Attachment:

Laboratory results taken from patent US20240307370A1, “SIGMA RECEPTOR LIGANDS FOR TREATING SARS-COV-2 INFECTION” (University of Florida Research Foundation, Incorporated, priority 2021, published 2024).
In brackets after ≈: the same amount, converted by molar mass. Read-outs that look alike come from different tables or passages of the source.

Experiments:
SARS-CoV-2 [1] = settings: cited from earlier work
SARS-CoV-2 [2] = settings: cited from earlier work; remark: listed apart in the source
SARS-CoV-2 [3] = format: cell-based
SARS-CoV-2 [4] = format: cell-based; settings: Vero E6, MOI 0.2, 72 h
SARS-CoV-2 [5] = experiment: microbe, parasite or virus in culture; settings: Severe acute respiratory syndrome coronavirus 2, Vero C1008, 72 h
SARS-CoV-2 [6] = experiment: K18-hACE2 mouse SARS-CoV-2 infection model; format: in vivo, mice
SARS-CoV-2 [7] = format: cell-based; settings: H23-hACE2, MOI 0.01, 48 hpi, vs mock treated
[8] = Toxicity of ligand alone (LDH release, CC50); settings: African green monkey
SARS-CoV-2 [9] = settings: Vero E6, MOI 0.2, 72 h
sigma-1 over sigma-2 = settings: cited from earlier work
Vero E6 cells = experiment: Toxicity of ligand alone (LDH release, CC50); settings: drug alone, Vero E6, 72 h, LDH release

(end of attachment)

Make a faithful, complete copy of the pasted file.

Laboratory results taken from patent US20240307370A1, “SIGMA RECEPTOR LIGANDS FOR TREATING SARS-COV-2 INFECTION” (University of Florida Research Foundation, Incorporated, priority 2021, published 2024).
In brackets after ≈: the same amount, converted by molar mass. Read-outs that look alike come from different tables or passages of the source.

Experiments:
SARS-CoV-2 [1] = settings: cited from earlier work
SARS-CoV-2 [2] = settings: cited from earlier work; remark: listed apart in the source
SARS-CoV-2 [3] = format: cell-based
SARS-CoV-2 [4] = format: cell-based; settings: Vero E6, MOI 0.2, 72 h
SARS-CoV-2 [5] = experiment: microbe, parasite or virus in culture; settings: Severe acute respiratory syndrome coronavirus 2, Vero C1008, 72 h
SARS-CoV-2 [6] = experiment: K18-hACE2 mouse SARS-CoV-2 infection model; format: in vivo, mice
SARS-CoV-2 [7] = format: cell-based; settings: H23-hACE2, MOI 0.01, 48 hpi, vs mock treated
[8] = Toxicity of ligand alone (LDH release, CC50); settings: African green monkey
SARS-CoV-2 [9] = settings: Vero E6, MOI 0.2, 72 h
sigma-1 over sigma-2 = settings: cited from earlier work
Vero E6 cells = experiment: Toxicity of ligand alone (LDH release, CC50); settings: drug alone, Vero E6, 72 h, LDH release